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Confessions of a Cold Weather Wimp

I hate being cold. I do.

Here in Kathmandu, my bones are cold. The days are lovely and sunny and pleasantly warm, but once the sun goes down, the cold from these buildings radiates inward, like the ghosts of those frozen to death in the Himalayas who restlessly try to steady themselves upon human metabolism. I think these cold ghosts bypass skin and tissue and roost directly in bones. It doesn’t seem to matter how warm I might get during the day, the buildings here are cold sinks; walls of solid brick/concrete 10” thick. I sleep with pajama bottoms and 3 layers of tops and a knit wool hat, cocooning myself under four blankets. In the mornings, I creep lizardly to the roof to absorb some heat to warm my ghoul-cooled soul.

I love being here in Kathmandu, but that love is much more devoted to day than night. At least the days are sunny here; warm t-shirt weather. I have yet to see a cloud since arriving here a week ago. Each day, I pass a black dog who lays along the side of the road absorbing and storing thermal energy so as to keep himself alive through the night. Perhaps it’s his 3AM imaginings of said roadside basking that lure him through to survive until another morning.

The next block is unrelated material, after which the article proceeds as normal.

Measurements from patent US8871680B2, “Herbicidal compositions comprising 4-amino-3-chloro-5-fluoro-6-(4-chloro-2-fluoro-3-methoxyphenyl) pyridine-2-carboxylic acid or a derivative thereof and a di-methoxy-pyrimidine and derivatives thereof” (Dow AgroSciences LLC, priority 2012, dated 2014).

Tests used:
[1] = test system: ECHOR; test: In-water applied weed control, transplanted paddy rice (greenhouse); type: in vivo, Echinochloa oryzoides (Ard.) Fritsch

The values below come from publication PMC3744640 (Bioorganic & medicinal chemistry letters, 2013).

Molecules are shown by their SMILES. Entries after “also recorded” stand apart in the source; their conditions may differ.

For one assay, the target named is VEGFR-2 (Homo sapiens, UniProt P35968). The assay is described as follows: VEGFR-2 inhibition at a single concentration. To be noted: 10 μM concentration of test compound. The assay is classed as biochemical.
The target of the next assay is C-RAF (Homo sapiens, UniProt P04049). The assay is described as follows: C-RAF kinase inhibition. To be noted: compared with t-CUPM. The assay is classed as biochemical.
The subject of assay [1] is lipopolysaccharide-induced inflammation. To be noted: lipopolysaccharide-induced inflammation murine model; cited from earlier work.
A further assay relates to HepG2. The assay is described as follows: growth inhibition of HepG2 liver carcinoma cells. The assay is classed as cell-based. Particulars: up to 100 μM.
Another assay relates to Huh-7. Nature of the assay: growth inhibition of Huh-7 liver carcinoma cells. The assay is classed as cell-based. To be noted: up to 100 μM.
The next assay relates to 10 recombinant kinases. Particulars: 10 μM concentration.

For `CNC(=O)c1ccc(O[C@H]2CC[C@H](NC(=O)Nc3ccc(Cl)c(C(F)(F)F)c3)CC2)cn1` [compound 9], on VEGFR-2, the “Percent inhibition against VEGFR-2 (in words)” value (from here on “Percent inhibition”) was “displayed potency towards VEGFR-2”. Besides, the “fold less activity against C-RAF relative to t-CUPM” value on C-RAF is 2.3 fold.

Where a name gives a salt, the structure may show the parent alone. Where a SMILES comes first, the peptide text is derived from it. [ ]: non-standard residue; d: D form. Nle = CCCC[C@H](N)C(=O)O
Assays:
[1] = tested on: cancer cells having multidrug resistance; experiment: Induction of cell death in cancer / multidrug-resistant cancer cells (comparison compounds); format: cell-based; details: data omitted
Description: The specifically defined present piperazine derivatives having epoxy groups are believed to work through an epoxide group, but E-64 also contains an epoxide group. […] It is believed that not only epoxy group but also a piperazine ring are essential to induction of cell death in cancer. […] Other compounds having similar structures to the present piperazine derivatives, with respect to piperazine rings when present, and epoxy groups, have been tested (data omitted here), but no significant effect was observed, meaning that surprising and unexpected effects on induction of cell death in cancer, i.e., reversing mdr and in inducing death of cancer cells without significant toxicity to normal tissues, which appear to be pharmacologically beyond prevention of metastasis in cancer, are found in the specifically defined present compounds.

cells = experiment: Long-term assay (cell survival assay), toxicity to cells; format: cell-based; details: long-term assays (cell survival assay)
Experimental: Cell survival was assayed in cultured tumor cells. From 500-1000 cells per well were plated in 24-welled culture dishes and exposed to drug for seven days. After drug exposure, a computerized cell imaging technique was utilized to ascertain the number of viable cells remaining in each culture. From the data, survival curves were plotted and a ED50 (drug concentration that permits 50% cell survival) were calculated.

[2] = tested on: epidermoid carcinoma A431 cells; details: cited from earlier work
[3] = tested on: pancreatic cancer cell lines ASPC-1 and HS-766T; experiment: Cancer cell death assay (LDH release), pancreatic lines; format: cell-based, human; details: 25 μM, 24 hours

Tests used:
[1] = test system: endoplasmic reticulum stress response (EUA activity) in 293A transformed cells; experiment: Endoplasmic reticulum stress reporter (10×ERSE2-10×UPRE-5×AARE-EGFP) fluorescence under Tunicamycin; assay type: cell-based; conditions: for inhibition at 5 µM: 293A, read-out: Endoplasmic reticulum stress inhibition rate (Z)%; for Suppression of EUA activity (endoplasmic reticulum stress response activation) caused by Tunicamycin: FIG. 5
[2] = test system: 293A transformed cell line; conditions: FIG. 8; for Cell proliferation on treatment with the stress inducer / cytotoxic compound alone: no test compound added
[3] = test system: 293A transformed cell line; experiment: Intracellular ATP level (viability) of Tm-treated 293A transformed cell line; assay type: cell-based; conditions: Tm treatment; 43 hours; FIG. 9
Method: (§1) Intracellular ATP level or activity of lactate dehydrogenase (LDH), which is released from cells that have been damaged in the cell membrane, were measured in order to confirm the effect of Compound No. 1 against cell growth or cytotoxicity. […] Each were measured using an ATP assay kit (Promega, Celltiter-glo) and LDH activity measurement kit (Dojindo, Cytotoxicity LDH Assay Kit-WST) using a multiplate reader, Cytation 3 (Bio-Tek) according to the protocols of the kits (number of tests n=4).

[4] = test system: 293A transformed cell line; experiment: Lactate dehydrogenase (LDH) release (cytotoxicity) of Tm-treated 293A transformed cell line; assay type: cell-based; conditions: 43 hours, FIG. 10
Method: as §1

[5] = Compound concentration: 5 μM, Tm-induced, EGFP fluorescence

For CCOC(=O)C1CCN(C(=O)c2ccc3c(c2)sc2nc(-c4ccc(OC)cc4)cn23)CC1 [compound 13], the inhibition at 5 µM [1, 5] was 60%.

I’m not quite sure what happened to me that made me such a cold-weather wimp. I grew up in Chicago where sub-zero farenheit temperatures are all too commonplace. Then again, I did escape to California half my lifetime ago. I’ll admit, I love my comforts: hot tea, warm bath, flannel, and soft mattresses. I built my own home with a concrete thermal mass in the walls, but I insulated it with 2 ½” of foam on both the inside the outside. There are also radiant heat tubes circulating hot water throughout the floors. And then there’s the hot tub that I can look forward to upon my return, ready to soften the coldest chill. Ahhhhh! Maybe this dream of a warm future will help me through the night like it does my roadside basking canine buddy Blacky.

On a positive note, a more than ample counterbalance to this chill is that my heart is warmed during the day from my interactions with the kids and with my work here. I am endlessly touched by the gentleness and sweetness of these children and feel very lucky to have somehow manifested this opportunity. It helps immensely.

IMG_1525Last night, I checked into the Dream Nepal, a hotel I enjoy in the tourist/trekker section of Kathmandu. There for just a night, I cranked the heat to 30 (Celsius) and used an inordinately selfish amount of hot water for my shower. I also bought a yak wool wrap and what I hope proves to be a toasty warm sleeping bag. Hopefully, I will successfully exorcise these skeletal-residing warmth-gnawing ghouls.

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